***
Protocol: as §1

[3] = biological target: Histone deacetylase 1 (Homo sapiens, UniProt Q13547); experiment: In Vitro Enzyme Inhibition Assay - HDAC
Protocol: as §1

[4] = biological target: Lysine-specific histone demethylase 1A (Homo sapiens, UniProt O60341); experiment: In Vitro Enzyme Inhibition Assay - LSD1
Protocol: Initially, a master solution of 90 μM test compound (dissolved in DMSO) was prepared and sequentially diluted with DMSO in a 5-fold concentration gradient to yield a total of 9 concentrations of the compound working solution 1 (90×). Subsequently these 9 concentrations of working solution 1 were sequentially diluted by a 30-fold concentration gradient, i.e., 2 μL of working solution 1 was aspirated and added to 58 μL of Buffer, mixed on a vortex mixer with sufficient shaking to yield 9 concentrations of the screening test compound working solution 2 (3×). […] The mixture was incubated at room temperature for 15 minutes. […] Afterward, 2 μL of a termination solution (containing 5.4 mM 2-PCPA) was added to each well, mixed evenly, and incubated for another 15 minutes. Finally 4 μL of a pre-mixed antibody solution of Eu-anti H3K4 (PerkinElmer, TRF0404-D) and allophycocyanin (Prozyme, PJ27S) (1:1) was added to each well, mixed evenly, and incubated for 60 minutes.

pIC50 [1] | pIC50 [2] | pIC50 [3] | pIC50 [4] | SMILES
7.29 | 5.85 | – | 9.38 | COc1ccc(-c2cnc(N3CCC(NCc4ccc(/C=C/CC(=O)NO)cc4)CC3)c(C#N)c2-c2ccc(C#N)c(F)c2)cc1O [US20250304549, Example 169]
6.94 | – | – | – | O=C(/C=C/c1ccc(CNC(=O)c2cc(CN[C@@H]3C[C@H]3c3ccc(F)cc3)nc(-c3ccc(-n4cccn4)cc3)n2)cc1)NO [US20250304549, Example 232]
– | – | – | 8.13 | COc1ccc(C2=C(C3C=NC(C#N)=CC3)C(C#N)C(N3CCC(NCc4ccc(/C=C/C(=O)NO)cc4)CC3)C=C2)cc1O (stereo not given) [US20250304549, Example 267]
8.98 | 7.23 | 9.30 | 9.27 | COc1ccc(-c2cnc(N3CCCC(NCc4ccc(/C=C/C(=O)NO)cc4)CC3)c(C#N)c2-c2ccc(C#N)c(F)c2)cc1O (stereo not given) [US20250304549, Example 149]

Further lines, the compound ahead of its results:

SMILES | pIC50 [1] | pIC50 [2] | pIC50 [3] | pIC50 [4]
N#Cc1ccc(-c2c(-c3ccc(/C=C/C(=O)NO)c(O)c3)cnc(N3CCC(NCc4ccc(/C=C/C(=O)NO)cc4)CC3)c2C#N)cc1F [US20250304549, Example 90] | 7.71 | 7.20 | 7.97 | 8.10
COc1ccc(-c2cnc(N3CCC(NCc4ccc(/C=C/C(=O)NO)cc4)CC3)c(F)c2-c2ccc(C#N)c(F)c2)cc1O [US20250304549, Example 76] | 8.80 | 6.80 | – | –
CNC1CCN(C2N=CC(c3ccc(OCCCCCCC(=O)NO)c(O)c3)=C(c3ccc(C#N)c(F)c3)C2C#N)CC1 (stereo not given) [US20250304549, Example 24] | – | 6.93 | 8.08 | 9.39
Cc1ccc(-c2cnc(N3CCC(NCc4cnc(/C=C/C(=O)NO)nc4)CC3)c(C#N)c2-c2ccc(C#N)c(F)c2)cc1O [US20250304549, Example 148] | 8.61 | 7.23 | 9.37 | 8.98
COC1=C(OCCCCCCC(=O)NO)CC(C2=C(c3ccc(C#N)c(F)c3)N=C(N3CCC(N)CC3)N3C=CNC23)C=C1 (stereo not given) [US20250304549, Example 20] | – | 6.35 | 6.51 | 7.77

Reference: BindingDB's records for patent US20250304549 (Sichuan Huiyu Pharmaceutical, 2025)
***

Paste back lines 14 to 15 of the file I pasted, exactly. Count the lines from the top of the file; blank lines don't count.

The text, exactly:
COc1ccc(-c2cnc(N3CCC(NCc4ccc(/C=C/C(=O)NO)cc4)CC3)c(F)c2-c2ccc(C#N)c(F)c2)cc1O [US20250304549, Example 76] | 8.80 | 6.80 | – | –
CNC1CCN(C2N=CC(c3ccc(OCCCCCCC(=O)NO)c(O)c3)=C(c3ccc(C#N)c(F)c3)C2C#N)CC1 (stereo not given) [US20250304549, Example 24] | – | 6.93 | 8.08 | 9.39